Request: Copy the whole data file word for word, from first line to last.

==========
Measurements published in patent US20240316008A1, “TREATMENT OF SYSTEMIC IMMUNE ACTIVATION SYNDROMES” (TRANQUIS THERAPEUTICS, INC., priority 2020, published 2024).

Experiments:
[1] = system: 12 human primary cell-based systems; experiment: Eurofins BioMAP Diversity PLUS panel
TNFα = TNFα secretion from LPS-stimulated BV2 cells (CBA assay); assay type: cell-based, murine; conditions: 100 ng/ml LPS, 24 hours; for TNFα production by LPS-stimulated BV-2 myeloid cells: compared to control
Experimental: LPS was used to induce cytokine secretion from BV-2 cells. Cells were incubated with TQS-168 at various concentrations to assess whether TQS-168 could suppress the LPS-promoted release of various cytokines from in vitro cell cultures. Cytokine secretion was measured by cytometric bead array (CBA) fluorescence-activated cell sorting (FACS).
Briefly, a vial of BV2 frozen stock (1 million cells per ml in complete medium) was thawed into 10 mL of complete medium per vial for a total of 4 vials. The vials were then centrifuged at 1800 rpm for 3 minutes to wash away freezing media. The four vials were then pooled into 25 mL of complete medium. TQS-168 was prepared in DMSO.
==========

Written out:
Measurements published in patent US20240316008A1, “TREATMENT OF SYSTEMIC IMMUNE ACTIVATION SYNDROMES” (TRANQUIS THERAPEUTICS, INC., priority 2020, published 2024).

Experiments:
[1] = system: 12 human primary cell-based systems; experiment: Eurofins BioMAP Diversity PLUS panel
TNFα = TNFα secretion from LPS-stimulated BV2 cells (CBA assay); assay type: cell-based, murine; conditions: 100 ng/ml LPS, 24 hours; for TNFα production by LPS-stimulated BV-2 myeloid cells: compared to control
Experimental: LPS was used to induce cytokine secretion from BV-2 cells. Cells were incubated with TQS-168 at various concentrations to assess whether TQS-168 could suppress the LPS-promoted release of various cytokines from in vitro cell cultures. Cytokine secretion was measured by cytometric bead array (CBA) fluorescence-activated cell sorting (FACS).
Briefly, a vial of BV2 frozen stock (1 million cells per ml in complete medium) was thawed into 10 mL of complete medium per vial for a total of 4 vials. The vials were then centrifuged at 1800 rpm for 3 minutes to wash away freezing media. The four vials were then pooled into 25 mL of complete medium. TQS-168 was prepared in DMSO.